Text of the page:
Monday, 30 September 2013

Market bubble?

Home prices have been rising rapidly, so much so that there is talk that we are entering another national bubble. Is it possible that we are lapsing into a bubble mentality, a self-reinforcing cycle of popular belief that prices can only go higher?

People who are now inclined to buy a home are most often just thinking that we are gradually recovering from a recession and that this is a good time to buy. The mental framing still seems to be about economic recovery and the likelihood that interest rates will rise. People mostly don’t seem to be prompted by the anticipation of another housing boom.

That is the thinking at the moment. But whether these attitudes mutate into a national epidemic of bubble thinking, one big enough to outweigh higher mortgage rates, fiscal austerity and other factors remains to be seen.

Friday, 20 September 2013

Currency depreciation

The liquidity trap hypothesis implies that countries are unable to devalue their currencies in the forex markets. There are several ways of answering this. A liquidity trap implies the central bank cannot inflate, but currency devaluation tends to raise the price level.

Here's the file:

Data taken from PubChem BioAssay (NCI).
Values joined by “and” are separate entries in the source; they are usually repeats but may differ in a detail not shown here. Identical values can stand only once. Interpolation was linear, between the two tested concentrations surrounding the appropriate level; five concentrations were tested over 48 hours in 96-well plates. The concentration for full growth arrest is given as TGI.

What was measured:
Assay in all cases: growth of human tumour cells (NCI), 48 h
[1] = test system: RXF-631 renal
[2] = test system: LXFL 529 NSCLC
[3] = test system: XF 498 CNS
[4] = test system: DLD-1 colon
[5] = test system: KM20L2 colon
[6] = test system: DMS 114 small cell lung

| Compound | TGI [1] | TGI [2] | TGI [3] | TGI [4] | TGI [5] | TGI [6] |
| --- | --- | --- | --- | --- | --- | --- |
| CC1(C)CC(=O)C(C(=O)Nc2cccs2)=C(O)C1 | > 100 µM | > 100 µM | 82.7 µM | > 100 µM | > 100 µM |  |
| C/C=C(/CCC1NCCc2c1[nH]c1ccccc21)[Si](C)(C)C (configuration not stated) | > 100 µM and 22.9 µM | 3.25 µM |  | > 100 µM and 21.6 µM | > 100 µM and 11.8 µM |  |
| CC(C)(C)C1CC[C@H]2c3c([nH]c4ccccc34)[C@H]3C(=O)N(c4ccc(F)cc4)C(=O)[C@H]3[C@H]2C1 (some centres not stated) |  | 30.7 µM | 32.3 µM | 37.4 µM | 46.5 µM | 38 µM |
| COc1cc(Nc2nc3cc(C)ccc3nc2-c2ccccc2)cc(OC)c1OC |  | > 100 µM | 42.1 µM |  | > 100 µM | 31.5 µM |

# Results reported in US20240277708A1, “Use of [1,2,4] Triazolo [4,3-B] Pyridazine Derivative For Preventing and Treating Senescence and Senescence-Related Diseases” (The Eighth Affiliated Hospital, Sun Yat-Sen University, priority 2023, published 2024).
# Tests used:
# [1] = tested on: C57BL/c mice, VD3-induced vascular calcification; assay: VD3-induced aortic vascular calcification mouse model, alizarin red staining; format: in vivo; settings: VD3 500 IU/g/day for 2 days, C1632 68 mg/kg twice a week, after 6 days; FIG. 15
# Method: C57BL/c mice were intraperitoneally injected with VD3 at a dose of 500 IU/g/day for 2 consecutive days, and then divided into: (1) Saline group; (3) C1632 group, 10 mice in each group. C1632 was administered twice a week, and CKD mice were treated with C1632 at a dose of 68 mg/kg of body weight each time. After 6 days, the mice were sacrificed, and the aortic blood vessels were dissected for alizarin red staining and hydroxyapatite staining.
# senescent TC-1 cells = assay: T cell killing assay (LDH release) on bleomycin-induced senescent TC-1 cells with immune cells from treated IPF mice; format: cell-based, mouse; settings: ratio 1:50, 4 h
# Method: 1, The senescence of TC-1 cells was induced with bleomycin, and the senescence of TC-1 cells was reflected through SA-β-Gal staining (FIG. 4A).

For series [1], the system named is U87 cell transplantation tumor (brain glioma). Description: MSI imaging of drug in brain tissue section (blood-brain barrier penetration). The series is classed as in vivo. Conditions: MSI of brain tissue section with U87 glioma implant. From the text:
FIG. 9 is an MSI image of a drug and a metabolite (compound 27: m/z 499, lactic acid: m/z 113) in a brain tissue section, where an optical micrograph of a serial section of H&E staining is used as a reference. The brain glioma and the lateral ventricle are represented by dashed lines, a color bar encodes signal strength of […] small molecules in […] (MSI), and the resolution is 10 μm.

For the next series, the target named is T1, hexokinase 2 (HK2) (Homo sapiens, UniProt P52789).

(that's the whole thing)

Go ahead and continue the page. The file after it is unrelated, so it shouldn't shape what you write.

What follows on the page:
We have been taught that “liquidity traps” are all about the zero lower bound on nominal interest rates, but on closer inspection it is actually another zero bound that is crucial, the zero lower bound on eligible assets not purchased by the central bank.

Keynesian objections are:

1. The central bank can only legally buy certain assets.
2. The central bank may be fearful of having a large balance sheet.

Those objections then become the real reason for monetary policy ineffectiveness, not the zero bound.

In order to peg the exchange rate at a lower level they would have to sell so much domestic currency that their balance sheet would swell to unacceptable levels.

Thursday, 19 September 2013

The new money

Hedge funds which gambled on how much money would be recovered from the bankrupt carcass of Lehman Brothers are set to make hundreds of millions of pounds from a full payout to creditors of the European arm.

Five years on from the collapse, payouts to Lehman's creditors in Europe are on course to top 100 percent sometime next year, following a recovery of assets by administrators and legal victories over other parts of the ex-U.S. investment bank.